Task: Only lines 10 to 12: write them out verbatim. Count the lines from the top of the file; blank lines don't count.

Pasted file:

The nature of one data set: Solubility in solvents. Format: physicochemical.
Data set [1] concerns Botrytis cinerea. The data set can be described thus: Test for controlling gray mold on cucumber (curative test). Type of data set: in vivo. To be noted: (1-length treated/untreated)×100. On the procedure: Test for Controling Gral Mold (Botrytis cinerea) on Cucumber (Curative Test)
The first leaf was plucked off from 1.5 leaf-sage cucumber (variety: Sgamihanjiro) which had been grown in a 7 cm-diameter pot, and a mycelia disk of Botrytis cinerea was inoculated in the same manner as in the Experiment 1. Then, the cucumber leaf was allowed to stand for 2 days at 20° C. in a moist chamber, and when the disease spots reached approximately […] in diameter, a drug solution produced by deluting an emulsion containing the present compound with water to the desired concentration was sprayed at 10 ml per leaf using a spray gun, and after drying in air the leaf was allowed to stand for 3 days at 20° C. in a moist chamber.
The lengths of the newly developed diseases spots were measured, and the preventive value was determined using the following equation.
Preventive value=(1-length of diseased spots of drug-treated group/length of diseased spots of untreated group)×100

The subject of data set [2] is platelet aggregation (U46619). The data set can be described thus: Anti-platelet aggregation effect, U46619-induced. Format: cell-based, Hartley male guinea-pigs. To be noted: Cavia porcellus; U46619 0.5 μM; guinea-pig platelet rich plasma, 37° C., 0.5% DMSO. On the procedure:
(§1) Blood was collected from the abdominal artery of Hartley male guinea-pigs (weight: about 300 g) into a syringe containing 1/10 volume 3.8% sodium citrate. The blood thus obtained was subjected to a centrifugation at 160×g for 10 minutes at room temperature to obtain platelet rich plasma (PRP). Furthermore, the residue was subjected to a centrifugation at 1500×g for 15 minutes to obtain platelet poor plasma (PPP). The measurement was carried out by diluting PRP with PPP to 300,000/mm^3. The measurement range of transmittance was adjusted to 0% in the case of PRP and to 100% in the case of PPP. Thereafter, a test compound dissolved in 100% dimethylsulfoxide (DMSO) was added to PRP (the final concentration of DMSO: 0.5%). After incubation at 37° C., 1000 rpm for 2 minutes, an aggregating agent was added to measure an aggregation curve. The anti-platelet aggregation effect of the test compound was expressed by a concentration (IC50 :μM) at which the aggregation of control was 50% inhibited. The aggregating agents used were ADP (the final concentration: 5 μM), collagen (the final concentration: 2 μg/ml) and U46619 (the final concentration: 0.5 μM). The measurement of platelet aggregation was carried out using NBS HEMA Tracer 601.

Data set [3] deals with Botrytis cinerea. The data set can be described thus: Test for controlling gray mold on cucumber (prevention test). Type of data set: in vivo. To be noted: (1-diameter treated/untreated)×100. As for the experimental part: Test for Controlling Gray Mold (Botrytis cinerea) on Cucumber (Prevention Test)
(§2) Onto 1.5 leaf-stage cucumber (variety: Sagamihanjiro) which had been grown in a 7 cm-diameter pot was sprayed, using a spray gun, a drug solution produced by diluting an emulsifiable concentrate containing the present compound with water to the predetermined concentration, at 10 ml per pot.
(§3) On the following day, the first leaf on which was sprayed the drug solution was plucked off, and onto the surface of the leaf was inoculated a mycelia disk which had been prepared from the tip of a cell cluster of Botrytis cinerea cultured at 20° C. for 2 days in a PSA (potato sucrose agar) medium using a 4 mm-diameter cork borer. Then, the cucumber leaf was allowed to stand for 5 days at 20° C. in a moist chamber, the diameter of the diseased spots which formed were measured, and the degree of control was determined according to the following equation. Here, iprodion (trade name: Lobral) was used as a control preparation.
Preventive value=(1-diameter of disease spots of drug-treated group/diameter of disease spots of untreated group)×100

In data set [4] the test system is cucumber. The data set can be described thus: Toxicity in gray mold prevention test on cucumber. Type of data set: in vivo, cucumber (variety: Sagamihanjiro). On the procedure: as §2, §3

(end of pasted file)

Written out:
(§3) On the following day, the first leaf on which was sprayed the drug solution was plucked off, and onto the surface of the leaf was inoculated a mycelia disk which had been prepared from the tip of a cell cluster of Botrytis cinerea cultured at 20° C. for 2 days in a PSA (potato sucrose agar) medium using a 4 mm-diameter cork borer. Then, the cucumber leaf was allowed to stand for 5 days at 20° C. in a moist chamber, the diameter of the diseased spots which formed were measured, and the degree of control was determined according to the following equation. Here, iprodion (trade name: Lobral) was used as a control preparation.
Preventive value=(1-diameter of disease spots of drug-treated group/diameter of disease spots of untreated group)×100

In data set [4] the test system is cucumber. The data set can be described thus: Toxicity in gray mold prevention test on cucumber. Type of data set: in vivo, cucumber (variety: Sagamihanjiro). On the procedure: as §2, §3